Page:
Gareth Davies - July 2016
We live in a technological world. Everywhere we go we can summon the power of technology to help, inform or entertain us. Innovation is moving so fast that once unimagined technology is now deemed necessary within the space of a few decades; for instance, the Internet. Perhaps evidence of this continual progression is most pertinent in the quick birth and death of gadgets such as pagers, and mini-disc. Largely, reliance on technology has been intoxicating, rapid and invasive, treated with suspicion by the few who are happy in their ways but otherwise embraced as obvious advances for all sorts of applications...including acoustics.
Over the last few years I have been bombarded with various acoustic technologies (sound level meters, vibration meters, CadnaA etc.) that are all designed to make our lives easier. I am able to create lots of data for spreadsheet analysis without too much trouble.
However, it hasn't always been like this. On occasions, senior Institute members have described to me the technologies they used during their formative acoustic years. This has included stories of tracing reverberation measurements frequency by frequency, continuous level readings jotted down in note books from large cumbersome machinery, and numerous attended 24 hour surveys. It seemed to me to be a lot of work for a little bit of data! Furthermore, analysis was done by handwritten calculations without a computer spreadsheet in sight.
On the face of it this seems like a great deal for us younger members. We have avoided long nights and laborious analysis, our hardware and software packages do the hard yards for us. Yet I am struck that technology (not only in acoustics) also engenders disconnection from the real world. What this data tells us is nothing without the real context, do we need a number to say if something is too loud or not? Are we really listening to the world we are in and the work we do? Would we be better off doing the hard yards to get a better understanding of our conclusions?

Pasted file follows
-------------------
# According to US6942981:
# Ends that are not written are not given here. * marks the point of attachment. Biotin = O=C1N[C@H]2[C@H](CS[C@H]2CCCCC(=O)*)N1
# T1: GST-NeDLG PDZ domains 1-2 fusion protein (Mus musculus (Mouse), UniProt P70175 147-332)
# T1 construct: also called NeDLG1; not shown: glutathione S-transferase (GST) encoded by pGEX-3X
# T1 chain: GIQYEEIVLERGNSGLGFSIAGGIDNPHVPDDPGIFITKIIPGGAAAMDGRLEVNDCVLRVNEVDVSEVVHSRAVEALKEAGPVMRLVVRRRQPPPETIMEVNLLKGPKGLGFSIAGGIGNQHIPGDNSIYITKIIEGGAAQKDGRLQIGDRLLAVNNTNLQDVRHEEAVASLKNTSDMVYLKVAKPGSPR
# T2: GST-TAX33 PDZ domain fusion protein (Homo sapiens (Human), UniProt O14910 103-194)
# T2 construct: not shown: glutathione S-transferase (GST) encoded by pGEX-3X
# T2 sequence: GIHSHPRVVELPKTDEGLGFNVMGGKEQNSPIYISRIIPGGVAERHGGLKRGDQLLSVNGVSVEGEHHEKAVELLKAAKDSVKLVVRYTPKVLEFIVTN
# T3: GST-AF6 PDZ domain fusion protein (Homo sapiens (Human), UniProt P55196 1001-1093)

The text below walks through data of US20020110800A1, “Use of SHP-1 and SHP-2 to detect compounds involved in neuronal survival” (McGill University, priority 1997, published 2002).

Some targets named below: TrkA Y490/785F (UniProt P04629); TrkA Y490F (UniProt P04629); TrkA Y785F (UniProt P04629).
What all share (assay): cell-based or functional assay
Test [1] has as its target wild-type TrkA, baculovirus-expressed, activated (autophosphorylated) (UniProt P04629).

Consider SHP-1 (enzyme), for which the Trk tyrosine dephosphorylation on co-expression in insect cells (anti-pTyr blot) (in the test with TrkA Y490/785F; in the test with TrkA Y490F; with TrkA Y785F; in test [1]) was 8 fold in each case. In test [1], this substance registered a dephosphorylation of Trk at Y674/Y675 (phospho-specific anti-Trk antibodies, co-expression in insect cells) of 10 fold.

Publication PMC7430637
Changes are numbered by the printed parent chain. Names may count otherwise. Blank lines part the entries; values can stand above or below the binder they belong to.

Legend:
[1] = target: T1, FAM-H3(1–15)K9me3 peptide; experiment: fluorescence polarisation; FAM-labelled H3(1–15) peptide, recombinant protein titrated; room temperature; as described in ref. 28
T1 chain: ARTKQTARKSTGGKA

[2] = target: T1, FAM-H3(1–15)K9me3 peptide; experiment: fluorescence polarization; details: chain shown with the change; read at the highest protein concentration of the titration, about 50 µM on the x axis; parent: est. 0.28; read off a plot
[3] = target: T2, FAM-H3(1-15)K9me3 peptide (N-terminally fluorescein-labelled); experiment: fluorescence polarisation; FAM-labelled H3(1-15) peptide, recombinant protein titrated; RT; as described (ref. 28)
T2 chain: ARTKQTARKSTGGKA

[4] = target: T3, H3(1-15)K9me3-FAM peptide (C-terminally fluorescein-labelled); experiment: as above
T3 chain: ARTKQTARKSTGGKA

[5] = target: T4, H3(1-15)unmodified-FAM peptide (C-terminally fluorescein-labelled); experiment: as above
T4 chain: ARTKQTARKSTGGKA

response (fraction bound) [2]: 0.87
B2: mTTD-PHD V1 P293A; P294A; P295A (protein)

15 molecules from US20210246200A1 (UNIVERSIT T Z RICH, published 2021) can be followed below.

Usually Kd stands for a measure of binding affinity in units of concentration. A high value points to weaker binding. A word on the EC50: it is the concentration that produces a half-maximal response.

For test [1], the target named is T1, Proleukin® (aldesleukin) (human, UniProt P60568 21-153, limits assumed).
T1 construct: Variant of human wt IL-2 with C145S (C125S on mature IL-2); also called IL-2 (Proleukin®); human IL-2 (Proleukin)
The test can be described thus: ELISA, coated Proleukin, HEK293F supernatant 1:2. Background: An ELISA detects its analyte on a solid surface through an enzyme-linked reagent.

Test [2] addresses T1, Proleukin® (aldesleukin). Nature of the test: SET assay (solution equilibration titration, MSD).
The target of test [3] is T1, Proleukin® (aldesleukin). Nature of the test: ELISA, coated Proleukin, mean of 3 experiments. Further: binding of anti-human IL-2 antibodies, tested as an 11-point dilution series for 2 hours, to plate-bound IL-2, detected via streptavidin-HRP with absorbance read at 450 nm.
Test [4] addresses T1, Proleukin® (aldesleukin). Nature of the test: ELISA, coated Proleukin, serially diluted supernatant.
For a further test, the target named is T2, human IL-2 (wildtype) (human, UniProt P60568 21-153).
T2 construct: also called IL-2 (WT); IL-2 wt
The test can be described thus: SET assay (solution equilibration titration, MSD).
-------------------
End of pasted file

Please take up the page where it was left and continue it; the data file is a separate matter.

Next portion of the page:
With this in mind I took a sound level meter out with me and measured my typical working day, and separately made subjective notes as a comparison.
I live in London so I expect an urban environment. Indoor levels were generally below 60 dB LAeq and outdoors ranged from 70-85 dB LAeq. The tube generated LAmax levels in excess of 100 dB consisting of horrible screeches from the wheels on the line. Yet the loudest noise was reserved for England's last minute winner against Wales at Euro96 (106 dB) – I had popped my head in to a pub to check the score on the way to an attended survey.
It was interesting to note how distracting everyday noises were once I began to notate my day. Apart from night-time (23:00-07:00 hours as we have all agreed!) my aural environment was bombarded, and it would seem that the soundscape I was exposed to was not definable by the numbers alone. For example, the screech of the wheels of the tube is certainly less pleasurable than the cheering of an England goal, despite the latter being louder.
With this in mind it is important to listen, when on site, at work, anywhere, to provide clearer purpose to our analysis that isn't being led by the data. Hypothetically the experience of attended 24 hour surveys, long form analysis etc. may provide a greater understanding of our conclusions.
All that being said, I'm not about to throw the new out for the old – certainly if I can avoid taking measurements over 24 hours. However, it is good practice to stick to the basics, and to become an accomplished acoustician you must regularly ask yourself, "Am I listening?".